Undergraduate Wildlife, Sustainability and Ecosystem Sciences Courses

WSES 1100. Transitioning to University Studies in the Natural Resource Sciences. 1 Credit Hour (Lecture: 1 Hour, Lab: 1 Hour).

Practical study designed to prepare the student for university life, aid in development of skills for academic success, promote personal growth and responsibility, encourage active involvement in the learning process from an individual college perspective, and introduce students to the field of wildlife, sustainability, and ecosystem sciences. Prerequisites: Major in WSES or approval of the instructor.

WSES 1119. Natural Resource Competition I. 1 Credit Hour (Lecture: 1 Hour, Lab: 0 Hours).

This course provides an introduction to various natural resource-based competitive events. Competition rules, conduct, and etiquette are discussed. The students are introduced to basic facts regarding their chosen field of study. Prerequisites: Approval of the instructor.

WSES 1301. Society, Natural Resources, and the Environment. 3 Credit Hours (Lecture: 3 Hours, Lab: 0 Hours).

This course provides a broad overview of the role of the environment and natural resources in human society, with particular emphasis on Texas and the United States. A history of the environmental movement is presented. Students study the importance of natural resources in providing basic human necessities, and how these resources are managed. Various careers in environmental science, natural resource management, and wildlife conservation are also discussed.

WSES 1307. Concepts and Controversies in Food Studies. 3 Credit Hours (Lecture: 3 Hours, Lab: 0 Hours).

Principles of food studies and exploration of the role food narratives and exposés play in the consumer’s perception of the current food supply. Foundation for understanding the connections among food production, ecology, ethics, cuisine, nutrition and health within the framework of sustainability. Can receive credit for either FDSC 1307 or WSES 1307.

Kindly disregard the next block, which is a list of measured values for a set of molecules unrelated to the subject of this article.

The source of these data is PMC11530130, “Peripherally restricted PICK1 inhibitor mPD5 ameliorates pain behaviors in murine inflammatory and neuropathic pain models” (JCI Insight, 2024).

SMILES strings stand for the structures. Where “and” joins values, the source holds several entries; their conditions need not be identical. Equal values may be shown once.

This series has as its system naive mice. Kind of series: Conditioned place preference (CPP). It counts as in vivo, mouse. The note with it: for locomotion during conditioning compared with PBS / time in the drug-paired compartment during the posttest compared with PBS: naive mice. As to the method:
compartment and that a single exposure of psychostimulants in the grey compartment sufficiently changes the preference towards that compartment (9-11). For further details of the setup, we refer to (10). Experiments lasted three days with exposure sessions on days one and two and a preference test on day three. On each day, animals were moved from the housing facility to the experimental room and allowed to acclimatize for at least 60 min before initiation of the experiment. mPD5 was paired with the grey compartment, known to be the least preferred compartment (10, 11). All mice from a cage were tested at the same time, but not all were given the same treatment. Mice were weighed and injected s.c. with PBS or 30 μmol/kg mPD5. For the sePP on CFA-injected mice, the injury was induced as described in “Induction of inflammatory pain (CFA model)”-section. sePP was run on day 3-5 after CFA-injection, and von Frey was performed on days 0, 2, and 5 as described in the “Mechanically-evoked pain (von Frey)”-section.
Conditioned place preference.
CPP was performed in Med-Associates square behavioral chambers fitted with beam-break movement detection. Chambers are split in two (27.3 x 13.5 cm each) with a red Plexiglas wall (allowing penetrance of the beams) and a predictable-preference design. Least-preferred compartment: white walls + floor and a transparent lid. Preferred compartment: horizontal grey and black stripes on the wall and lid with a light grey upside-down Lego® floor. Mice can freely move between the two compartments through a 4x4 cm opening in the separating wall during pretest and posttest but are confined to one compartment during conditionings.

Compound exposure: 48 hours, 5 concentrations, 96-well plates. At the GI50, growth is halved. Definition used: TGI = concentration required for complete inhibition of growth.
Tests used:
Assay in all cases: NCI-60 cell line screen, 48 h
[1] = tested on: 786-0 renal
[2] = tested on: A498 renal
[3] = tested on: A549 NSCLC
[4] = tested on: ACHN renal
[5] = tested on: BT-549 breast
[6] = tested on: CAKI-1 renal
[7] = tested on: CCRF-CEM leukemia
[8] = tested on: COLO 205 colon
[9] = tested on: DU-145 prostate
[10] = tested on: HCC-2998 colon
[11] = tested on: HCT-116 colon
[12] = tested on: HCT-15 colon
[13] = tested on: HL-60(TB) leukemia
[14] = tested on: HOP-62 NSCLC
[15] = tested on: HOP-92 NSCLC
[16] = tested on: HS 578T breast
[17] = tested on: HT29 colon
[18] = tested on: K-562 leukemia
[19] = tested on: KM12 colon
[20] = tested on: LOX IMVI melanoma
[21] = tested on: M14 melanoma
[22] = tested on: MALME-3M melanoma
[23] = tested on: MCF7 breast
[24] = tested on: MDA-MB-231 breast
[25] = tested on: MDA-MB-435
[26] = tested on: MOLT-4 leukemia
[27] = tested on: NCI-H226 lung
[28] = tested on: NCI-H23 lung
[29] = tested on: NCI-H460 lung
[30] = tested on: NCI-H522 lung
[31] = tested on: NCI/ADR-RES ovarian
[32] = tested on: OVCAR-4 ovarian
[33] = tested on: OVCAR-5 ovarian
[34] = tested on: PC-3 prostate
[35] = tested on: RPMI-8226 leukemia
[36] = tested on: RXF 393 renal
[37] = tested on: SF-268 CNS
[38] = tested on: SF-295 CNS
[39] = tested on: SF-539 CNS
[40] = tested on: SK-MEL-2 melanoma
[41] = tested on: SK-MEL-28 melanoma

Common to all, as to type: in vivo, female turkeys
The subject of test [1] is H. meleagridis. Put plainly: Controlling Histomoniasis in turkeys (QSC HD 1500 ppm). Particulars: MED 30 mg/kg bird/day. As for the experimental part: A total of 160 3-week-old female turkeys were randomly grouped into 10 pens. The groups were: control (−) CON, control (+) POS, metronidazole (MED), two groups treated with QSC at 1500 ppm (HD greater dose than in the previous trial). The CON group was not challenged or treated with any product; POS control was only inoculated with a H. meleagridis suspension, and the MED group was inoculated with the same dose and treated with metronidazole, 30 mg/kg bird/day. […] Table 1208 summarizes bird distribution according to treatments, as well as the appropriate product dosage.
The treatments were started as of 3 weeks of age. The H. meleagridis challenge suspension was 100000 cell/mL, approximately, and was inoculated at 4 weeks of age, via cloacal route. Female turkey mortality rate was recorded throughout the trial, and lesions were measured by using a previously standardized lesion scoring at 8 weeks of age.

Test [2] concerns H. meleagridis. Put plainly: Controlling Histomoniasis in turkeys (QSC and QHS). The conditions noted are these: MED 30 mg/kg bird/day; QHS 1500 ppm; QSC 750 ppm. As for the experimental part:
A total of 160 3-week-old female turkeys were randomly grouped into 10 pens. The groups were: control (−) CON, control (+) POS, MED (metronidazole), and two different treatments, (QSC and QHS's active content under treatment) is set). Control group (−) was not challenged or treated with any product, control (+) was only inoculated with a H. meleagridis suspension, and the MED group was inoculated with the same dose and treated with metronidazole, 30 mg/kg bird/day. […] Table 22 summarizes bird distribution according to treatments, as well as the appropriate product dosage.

WSES 2119. Natural Resource Competition II. 1 Credit Hour (Lecture: 1 Hour, Lab: 0 Hours).

Intended for students with basic understanding of the conduct of their chosen natural resource event, this course provides more advanced study of the topic. Students expand upon the introductory material discussed in Natural Resource Competition I to include a wider array of natural resource science related facts and concepts. Prerequisites: WSES 1119 or approval of the instructor.

WSES 2301. General Entomology. 3 Credit Hours (Lecture: 2 Hours, Lab: 2 Hours).

Principal orders of insects; the relation of anatomy and physiology of insects to control methods; insecticides and their uses; development, habits, and economic importance of more common insects with control methods for the injurious species. Prerequisite: C or better in BIOL 1406 or BIOL 1407.

WSES 2322. Principles of Wildlife Conservation and Management. 3 Credit Hours (Lecture: 3 Hours, Lab: 0 Hours).

An in-depth treatment of the fundamental principles of wildlife conservation and management, stressing the application of ecological principles to achieve wildlife management objectives. Topics include conservation, management, and restoration of wildlife habitats; wildlife population assessment and management; human dimensions and human-wildlife interactions; management of wildlife in agricultural, range, and forested ecosystems; and wildlife policy at the local, state, national, and international level. Provides knowledge and understanding required for advancing in the wildlife and natural resource conservation disciplines. Satisfies requirements for Wildlife Science majors. Prerequisite for advanced wildlife science courses. Prerequisites: Grade of C or better in BIOL 1406 and BIOL 1407; grade of C or better in MATH 1316 or MATH 2412; and grade of C or better in WSES 2405, RNRM 3315, or BIOL 4401.

WSES 2375. Soil as the Basis for Society. 3 Credit Hours (Lecture: 3 Hours, Lab: 0 Hours).

The underpinnings of the scientific principles of soils, how people have harmed them, and why everyone should be concerned with how we treat them. This course may not be used to fulfill the degree requirements for wildlife or ecosystem sciences.

WSES 2405. Ecology for Natural Resource Managers. 4 Credit Hours (Lecture: 3 Hours, Lab: 3 Hours).

A study of the interactions of plants, animals, and the environment and how these interactions respond to human influence. Emphasis will be placed on terrestrial ecosystems (rangelands, grasslands, deserts, wetlands, and forests), and specific interactions among species which can be manipulated to achieve management outcomes. The laboratory will have a significant outdoor field component. Credit will not be awarded for both WSES 2405 and WSES 3103. Prerequisite: Grade of C or better in BIOL 1406 OR BIOL 1407.

WSES 2451. Introduction to Geographic Information Systems. 4 Credit Hours (Lecture: 3 Hours, Lab: 2 Hours).

Basic concepts of design, planning and implementation of geographic information systems. Students will learn how to create, manipulate, project, and interpret geographic information. Students are encouraged to take GEOG 1451: Pre-GIS before this course. Can receive credit for either WSES 2451, GEOG 2451, EASC 2451 or ENVS 2451. Lab fee: $2.

WSES 3103. Ecological Field Methods Laboratory. 1 Credit Hour (Lecture: 0 Hours, Lab: 4 Hours).